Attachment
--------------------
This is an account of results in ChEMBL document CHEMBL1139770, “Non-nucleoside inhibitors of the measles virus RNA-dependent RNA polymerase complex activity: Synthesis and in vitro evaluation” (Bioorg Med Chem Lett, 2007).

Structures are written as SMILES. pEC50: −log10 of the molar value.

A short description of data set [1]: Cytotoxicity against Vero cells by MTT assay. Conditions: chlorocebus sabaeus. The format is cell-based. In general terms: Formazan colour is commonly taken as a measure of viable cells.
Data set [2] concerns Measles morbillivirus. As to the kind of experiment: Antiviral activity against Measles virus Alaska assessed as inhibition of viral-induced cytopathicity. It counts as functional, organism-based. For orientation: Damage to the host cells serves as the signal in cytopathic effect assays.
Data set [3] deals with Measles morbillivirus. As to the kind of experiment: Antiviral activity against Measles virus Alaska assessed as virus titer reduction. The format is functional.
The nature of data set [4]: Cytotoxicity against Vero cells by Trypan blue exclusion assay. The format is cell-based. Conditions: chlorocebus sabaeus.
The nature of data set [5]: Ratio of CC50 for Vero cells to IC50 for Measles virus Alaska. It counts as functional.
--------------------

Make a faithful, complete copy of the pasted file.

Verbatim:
This is an account of results in ChEMBL document CHEMBL1139770, “Non-nucleoside inhibitors of the measles virus RNA-dependent RNA polymerase complex activity: Synthesis and in vitro evaluation” (Bioorg Med Chem Lett, 2007).

Structures are written as SMILES. pEC50: −log10 of the molar value.

A short description of data set [1]: Cytotoxicity against Vero cells by MTT assay. Conditions: chlorocebus sabaeus. The format is cell-based. In general terms: Formazan colour is commonly taken as a measure of viable cells.
Data set [2] concerns Measles morbillivirus. As to the kind of experiment: Antiviral activity against Measles virus Alaska assessed as inhibition of viral-induced cytopathicity. It counts as functional, organism-based. For orientation: Damage to the host cells serves as the signal in cytopathic effect assays.
Data set [3] deals with Measles morbillivirus. As to the kind of experiment: Antiviral activity against Measles virus Alaska assessed as virus titer reduction. The format is functional.
The nature of data set [4]: Cytotoxicity against Vero cells by Trypan blue exclusion assay. The format is cell-based. Conditions: chlorocebus sabaeus.
The nature of data set [5]: Ratio of CC50 for Vero cells to IC50 for Measles virus Alaska. It counts as functional.